Religious texting as mediatized religion

Theoretical discussions about the SMS usage in delivering religious mes-sages seem to be started with the discussion about mobile phones. In contrast to other media, mobile phones have a number of advantages, especially in terms of its ability to create some new interactions. Ling revealed that mobile communication through mobile phone is able to strengthen friendships and family communication. Mobile phones could also create better relations in the personal space, even if compared with other computer-based interpersonal media such as e-mail and instant messaging.20

The spread of mobile phones and other wireless devices have influ-enced our lives and social relations. The compactness of mobile phone allows a person to be more flexible on business and professional level as

18 S.Hjarvard, “The Mediatisation of Religion: Theorising religion, media and social

change”, Culture and Religion, Vol 12, No. 2 (June, 2011): 21-22.

19 L.N. Petersen, “Renegotiating religious imaginations through transformations of

“ba-nal religion” in Supernatural”, Transformative Works and Cultures, No. 4 (2010). See also her other works in L.N. Petersen, “Understanding superpowers in contemporary television fiction”, Northern Lights: Film and Media Studies Yearbook, Vol. 6 (2011), 91-106.

20 R. Ling, New Tech, New Ties: How Mobile Communication is Reshaping Social Cohesion,

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well as in personal life and family. Not only that, Katz and Aakhus out-lined that mobile phones and other mobile technologies are also affected on how people interact in face-to-face by highlighted three things. First, they see mobile phones as technologies that affect human life. Secondly, they see mobile phones as technology that can shape and decorate life due to the newness of the mobile phone enables us to find aspects of the communication process that may escape our attention. Third, the mobile phone has been modified, strengthened and replaced previous patterns of communication.21

In order to seek relationship between technology and culture in the case of mobile phones, it may be compared with the notion of virtuality and cyberspace that appeared in internet studies. By its various charac-ters, mobile phones have similar potential in its ability to create a virtual environment and cyberspace. Through mobile phones, we have unlim-ited access to friends, family members and so on. Mobile phones seem to provide a virtual space where everyone is able to utilize the facilities.

In Ling analysis, one of the effects of mobile phone is the emergence of “hyper-coordination”22 which can be seen in various phenomena. For

example, the uses of mobile phones expressively provide communication that more emotionally. We can conduct a conversation with the various alternatives; chat, SMS, and the messages that are general, private, or even secret context. Another aspect of hyper-coordination is in-group discussion and agreement on how to represent themselves through mo-bile phones, for example, using SMS is only appropriate in certain situa-tions and reflect the closeness between users.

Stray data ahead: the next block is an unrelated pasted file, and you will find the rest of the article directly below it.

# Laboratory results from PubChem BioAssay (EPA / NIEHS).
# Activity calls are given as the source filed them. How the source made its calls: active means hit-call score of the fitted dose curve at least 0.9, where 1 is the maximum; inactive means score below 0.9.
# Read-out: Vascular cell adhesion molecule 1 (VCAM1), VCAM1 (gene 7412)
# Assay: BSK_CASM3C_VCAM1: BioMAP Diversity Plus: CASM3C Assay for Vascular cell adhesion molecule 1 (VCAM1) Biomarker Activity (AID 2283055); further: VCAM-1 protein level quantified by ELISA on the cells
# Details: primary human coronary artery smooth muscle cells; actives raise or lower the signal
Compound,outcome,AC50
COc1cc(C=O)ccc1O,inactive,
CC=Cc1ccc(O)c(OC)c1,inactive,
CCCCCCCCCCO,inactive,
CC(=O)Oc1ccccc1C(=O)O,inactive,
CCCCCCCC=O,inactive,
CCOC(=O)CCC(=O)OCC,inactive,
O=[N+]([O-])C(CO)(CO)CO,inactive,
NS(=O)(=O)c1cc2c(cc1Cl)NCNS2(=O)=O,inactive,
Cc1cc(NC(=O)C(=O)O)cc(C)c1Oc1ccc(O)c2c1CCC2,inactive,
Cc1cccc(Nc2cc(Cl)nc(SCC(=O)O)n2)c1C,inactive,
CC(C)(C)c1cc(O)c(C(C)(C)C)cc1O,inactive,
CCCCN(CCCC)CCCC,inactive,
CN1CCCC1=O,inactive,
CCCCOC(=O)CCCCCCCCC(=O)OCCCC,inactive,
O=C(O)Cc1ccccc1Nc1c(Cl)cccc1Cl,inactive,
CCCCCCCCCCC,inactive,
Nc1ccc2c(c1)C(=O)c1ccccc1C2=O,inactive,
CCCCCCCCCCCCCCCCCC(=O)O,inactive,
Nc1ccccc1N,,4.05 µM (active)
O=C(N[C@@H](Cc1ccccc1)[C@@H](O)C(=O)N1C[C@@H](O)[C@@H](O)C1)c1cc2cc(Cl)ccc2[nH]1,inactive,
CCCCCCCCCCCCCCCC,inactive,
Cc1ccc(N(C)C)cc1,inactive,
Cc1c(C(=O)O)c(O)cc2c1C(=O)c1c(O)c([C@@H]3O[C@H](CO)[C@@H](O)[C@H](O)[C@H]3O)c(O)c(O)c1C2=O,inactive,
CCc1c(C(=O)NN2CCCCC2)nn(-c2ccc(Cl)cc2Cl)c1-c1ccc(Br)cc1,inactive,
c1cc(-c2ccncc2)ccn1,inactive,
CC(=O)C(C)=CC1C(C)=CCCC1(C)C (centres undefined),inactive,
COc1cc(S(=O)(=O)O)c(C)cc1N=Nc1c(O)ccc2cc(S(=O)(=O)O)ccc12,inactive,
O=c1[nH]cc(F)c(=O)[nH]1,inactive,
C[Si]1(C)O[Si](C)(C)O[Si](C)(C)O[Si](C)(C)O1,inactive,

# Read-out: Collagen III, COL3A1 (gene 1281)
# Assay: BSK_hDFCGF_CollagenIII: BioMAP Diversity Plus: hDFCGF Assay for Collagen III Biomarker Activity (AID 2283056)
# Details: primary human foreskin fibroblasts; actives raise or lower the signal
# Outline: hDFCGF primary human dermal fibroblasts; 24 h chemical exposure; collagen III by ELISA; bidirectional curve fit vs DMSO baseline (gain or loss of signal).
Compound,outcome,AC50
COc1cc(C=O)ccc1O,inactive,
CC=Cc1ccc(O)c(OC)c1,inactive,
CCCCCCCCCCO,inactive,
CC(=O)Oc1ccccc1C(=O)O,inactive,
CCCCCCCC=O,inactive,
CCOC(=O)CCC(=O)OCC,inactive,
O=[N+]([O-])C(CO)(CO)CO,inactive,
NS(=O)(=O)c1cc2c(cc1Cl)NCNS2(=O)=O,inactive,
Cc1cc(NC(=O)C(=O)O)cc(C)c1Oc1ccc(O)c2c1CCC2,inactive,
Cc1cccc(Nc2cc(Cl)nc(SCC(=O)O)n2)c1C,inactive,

21 J. Katz and M. Aakhus (ed.), Perpetual Contact: Mobile Communication, Private Talk,

Public Performance, Cambridge: Cambridge University Press, 2004, 4.

22 R. Ling and B. Yttri, ‘Hyper-coordination via mobile phones in Norway,’ in Katz, J.

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In his other works, Ling has also explored how contact is mediated by mobile phones can also be seen in the context of ritual interaction or daily habits. The way we greet each other, share stories, and the way we use mobile phones to organize daily life indicates that the rituals of inter-action can be done through interactive media. Furthermore, there is various form of interaction that seems to appear only by mobile phone.23

Furthermore, mobile phones are more individual than the traditional or fixed phones. With traditional phones, we call home or place, while via mobile phone we call personal. When we send a message to certain number, we assume that the message will reach the person we are headed at the time, regardless where the person is. Mobile phone and SMS have allowed us to do this kind of interaction. Specifically, even SMS enables interaction that is asynchronous in the sense that the sender is not bound by the recipient’s full attention to communicate and vice versa. Further-more, the sender can develop and update the message before they push the send button.

SMS is not only viewed by the perspective of the individual, but also can be viewed in the perspective of the group. Therefore, SMS occupy an important role in shaping the interaction among individuals. Practically, SMS helps coordinate, inform and generally maintain our social contact. Overall, SMS has been a real medium to connect us to social networks in ways to maintain “background awareness” as occurred in our social space.24

The use of SMS feature in daily communication has become a ritual of our daily life. The nature of SMS that are personal, its ability in creat-ing the hyper-coordination and asynchronous in particular has become our daily habit. Everyday we produce and consume text messages by

send-23 R. Ling, New Tech, New Ties…, 3.

24 Ito, et al. “Mobile phones, Japanese youth and the re-placement of social contact,” in